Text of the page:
It was a two-point game with just over two minutes left when Dick decided to take over for the Jayhawks. On three consecutive possessions, Dick scored seven points and kept the win out of reach for Duke. The 6-foot-8 winger moves well off the ball and has a natural ease in his game. At times defensively, he struggled to keep players up front and relied too much on the assist team defense. Dick doesn’t hold back from the big moments when the game is on the line and he wants the ball in his hands in close games or when the shot clock is up. Dick finished with 14 points on 6-of-11 shooting.
Oscar Chibuy | Kentucky | big
And playing Chibui for the first time this season, when he entered the game six minutes into the game with a thunderous roar from the Kentucky fans in the ring. The forward was sidelined 6-9 after his knee was scanned four weeks ago and showed no hint of a long-term injury, grabbing 18 rebounds and adding 22 points. Tshiebwe chose to return for his senior year even after getting the NBA draft last season. He is the best player in college basketball and created multiple seconds chances for Kentucky with six offensive boards.
Kyle Filipovsky | Duke | student
Filipowski gave Duke second gear after a mediocre first half performance. He was playing with 3 points on the edge, grabbed six offensive boards and was stepping his 3-point shot confidently off the pick-and-bob. He only went 1-for-6 from Deep Tuesday, but the 7-footer has a great putt with a high launch that can get down any defense. Filipowski is somewhat of a defensive liability as he matches young guards on the wing and gets caught for the backdoor cut and players take his first steps and lead the baseline. Filipowski finished with 17 points and 14 rebounds in the loss.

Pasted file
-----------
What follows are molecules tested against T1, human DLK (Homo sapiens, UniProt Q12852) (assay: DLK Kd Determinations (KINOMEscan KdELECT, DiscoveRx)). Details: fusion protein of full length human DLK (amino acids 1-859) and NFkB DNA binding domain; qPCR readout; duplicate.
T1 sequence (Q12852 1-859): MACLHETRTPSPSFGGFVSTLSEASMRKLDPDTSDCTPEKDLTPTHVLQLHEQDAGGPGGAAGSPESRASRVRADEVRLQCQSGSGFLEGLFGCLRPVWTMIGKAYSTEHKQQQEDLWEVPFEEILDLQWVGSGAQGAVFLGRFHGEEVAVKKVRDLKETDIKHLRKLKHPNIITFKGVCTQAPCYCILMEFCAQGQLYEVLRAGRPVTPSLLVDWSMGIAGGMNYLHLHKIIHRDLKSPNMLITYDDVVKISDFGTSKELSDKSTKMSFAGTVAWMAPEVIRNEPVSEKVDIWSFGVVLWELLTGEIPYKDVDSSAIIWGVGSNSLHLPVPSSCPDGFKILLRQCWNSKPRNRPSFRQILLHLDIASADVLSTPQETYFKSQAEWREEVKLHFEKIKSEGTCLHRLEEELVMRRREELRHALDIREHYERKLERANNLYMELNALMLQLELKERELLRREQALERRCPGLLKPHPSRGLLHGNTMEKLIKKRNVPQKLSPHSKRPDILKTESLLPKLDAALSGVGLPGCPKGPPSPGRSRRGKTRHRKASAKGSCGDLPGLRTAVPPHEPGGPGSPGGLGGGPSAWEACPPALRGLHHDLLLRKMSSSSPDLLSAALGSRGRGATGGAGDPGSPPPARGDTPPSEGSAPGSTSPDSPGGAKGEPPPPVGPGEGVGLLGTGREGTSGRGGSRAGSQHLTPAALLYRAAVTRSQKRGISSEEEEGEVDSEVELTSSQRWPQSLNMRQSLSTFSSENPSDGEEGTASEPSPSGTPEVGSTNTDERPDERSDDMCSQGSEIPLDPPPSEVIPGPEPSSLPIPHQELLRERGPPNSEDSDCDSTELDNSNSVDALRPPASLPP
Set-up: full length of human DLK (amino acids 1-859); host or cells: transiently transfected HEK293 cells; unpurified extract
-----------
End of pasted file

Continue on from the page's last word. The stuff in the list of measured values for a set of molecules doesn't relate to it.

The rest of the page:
Malik Hall | Michigan | big
Hall tied the game to send things into overtime with four seconds in regulation after the screen slipped during a play out of bounds. Then he had another dunk to send it into double overtime off a Tyson Walker touchdown pass. The 6-8 striker has worked on his body over the summer and has improved his footwork from dribbling. He does a lot of little things well, but he doesn’t excel in any particular area of his game. He’ll be the sticky guy for Michigan this season, and there’s definitely value to the players four years at the NBA level. Hall brings experience and confidence to his game and doesn’t need much development.
Derek Lively II | Duke | student
Lively II is still coming back from a lower leg injury that left him sidelined for a few weeks. The 7-1 defensively struggled at times while having to go out and guard the perimeter, but snagged plenty of fairway shots with his outstanding shot-blocking mechanics and timing that got off the weak block when the guards went downhill. Lively II had a quiet night, recording 20 minutes and finishing with five rebounds, four points and one block.
Chris Livingston | Kentucky | student
Livingston only played 12 minutes and was relatively quiet with Chipui and Jacob Tobin getting the most minutes in the close game. Livingston is a solid athlete who was one of the most explosive forwards in high school basketball last year, especially when he came off the wing. He’ll need more time to settle into the pace of the college game and will have to be patient as he develops this season at Kentucky.